Our Team

Dima al-Sayed

Dima al-Sayed is originally from Homs; she was born in Damascus and she is a graduate of the Institute of Musical Education. She left Syria in 2012 and stayed in Turkey. She works as a journalist and correspondent, interested in women issues and a member of SWPM.
Dima was involved early in the revolution by taking to the streets in demonstrations and providing aid, in addition to attending political lectures. Dima says that she comes from a politically independent family that is not affiliated with any party. She spent most of her childhood apart from her father who has, as she describes, incurred the wrath of the regime, so he was away all the time. He only went back to Syria after the death of Hafez al-Assad. Dima says that this early deprivation of her father was one of the motives for her to partake in the revolution against an unjust and tyrannical regime.
Speaking about the reasons that forced Dima to leave Syria, she says that after one month has passed on the al-Hawla massacre in Homs in 2012, she went with her father and two of her friends to al-Hawla to provide aid for the families there, as she was working in the provision of aid at the time with a group of her friends to support people who were displaced from Homs. Upon their return to Damascus, they started to receive threats from the regime, and indeed, some of her close friends have been detained, so she made her decision to flee for Turkey. Dima worked with several media outlets since she moved to Turkey, such as al-Kul Radio and Rozana Radio. Right now, she works on freelance basis.

Dima’s interest in politics started with the beginning of the revolution. Yet, SWPM is the first political body she actually joins. When she joined in 2018, she found that SWPM represents her in all of its objectives and principles, especially in terms of women issues and rights. She also wanted to be part of the change of society’s perspective to women in general, through joining SWPM, in addition to her main goal which is the political empowerment of women.

Dima always highlights that the politically well-versed male and female members of SWPM should seek to conduct workshops and lectures for awareness raising and political education in topics like negotiations, governance and women rights among other issues, especially for the new members who are enthusiastic to work but lack the experience.

In terms of the challenges facing political activity in Syria, Dima says that the most prominent challenge is the absence of a political atmosphere in general and the lack of democracy under the dictatorship of the Assad regime. As for the challenges facing women in specific in political activity, Dima says that these challenges emanate from the norms and traditions and the society’s general perception of women as being of a lower status than men, in addition to challenges related to changing the mentality of women themselves and their fear of being involved in politics, partly due to the subsequent false stereotype created by society about politically active women. The responsibility to raise the awareness of all groups of society, and the young generation in specific, that women are partners for men in everything rather than a rivalry, lies mainly on the shoulder of women.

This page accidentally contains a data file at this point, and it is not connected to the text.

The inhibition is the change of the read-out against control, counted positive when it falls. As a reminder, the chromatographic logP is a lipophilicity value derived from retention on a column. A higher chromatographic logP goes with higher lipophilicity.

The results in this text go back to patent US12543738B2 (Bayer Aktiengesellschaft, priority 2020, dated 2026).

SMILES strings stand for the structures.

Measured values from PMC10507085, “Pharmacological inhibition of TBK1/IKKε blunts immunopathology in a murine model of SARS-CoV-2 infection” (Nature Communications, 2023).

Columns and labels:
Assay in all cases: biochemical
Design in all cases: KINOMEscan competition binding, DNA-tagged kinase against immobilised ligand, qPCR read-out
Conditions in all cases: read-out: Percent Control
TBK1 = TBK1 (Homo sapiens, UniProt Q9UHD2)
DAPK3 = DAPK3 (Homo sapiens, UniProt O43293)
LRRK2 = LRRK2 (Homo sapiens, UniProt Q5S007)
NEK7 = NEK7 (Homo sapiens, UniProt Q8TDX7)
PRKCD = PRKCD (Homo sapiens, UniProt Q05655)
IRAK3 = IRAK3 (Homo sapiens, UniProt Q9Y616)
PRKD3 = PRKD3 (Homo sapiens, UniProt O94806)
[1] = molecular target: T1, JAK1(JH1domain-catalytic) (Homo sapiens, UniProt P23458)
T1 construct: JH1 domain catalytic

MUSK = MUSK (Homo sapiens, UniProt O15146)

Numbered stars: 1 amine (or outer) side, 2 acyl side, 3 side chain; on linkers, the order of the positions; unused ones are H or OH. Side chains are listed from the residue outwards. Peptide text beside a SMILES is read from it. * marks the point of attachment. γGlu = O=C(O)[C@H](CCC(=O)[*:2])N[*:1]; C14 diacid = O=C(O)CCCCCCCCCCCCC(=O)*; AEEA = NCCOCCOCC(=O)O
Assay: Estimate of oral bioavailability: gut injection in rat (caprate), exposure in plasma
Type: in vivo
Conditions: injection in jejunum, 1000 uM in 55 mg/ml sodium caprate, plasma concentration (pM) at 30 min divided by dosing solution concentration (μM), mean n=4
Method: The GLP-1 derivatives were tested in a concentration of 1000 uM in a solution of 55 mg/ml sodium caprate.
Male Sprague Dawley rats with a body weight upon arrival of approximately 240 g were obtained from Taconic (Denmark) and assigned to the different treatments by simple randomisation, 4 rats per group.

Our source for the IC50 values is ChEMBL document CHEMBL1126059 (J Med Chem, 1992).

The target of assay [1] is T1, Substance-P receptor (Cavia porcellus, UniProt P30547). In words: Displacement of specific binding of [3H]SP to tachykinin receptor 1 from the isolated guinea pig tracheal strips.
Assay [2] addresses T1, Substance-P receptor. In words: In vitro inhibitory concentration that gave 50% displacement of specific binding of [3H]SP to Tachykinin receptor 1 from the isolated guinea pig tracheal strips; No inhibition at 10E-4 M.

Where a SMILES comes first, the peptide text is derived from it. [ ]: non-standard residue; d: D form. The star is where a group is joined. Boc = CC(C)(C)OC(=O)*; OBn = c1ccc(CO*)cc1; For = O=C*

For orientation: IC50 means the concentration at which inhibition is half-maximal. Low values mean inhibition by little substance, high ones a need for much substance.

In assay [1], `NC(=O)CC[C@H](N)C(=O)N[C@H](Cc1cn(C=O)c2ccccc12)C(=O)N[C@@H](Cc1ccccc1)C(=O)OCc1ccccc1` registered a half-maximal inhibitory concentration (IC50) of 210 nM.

Dima highlights that after nine years, all civil and political institutions should unify their efforts to communicate a unified Syrian civil voice, continue to put pressure on the international community and push for the implementation of the demands of the revolution since its eruption. Dima adds that despite all the losses and defeats the revolution has suffered, she still has a lot of motives to continue the struggle to achieve the goals of the revolution. Most importantly, being sincere and loyal to the martyrs of the revolution, releasing detainees, and having hope in building a better future for the coming generations in a civil state and democratic regime that respects the rights and freedoms of citizens, both men and women.

One of the most beautiful moments Dima had experienced in the revolution was meeting the man she loved and married. The hardest moments though, was being under the threat of detention because of her participation in the demonstrations and the revolutionary activity, without taking into consideration the threat that she or her family may be subjected to, in addition to the detention and death of so many of her friends during the years of the revolution.

Dima dreams of a Syria that is civil, stable and colored where all community groups live together with equality, sharing and love, without any kind of discrimination. She says to the women of Syria: “we are strong enough to bring about the change in our country, and to communicate our voices through our work, capabilities and cooperation. We must leave our own fingerprints in the process of change towards a better country. Syrian women have proven that they are not weak. Just be yourself, trust yourself and your powers and don’t be intimidated by anyone.”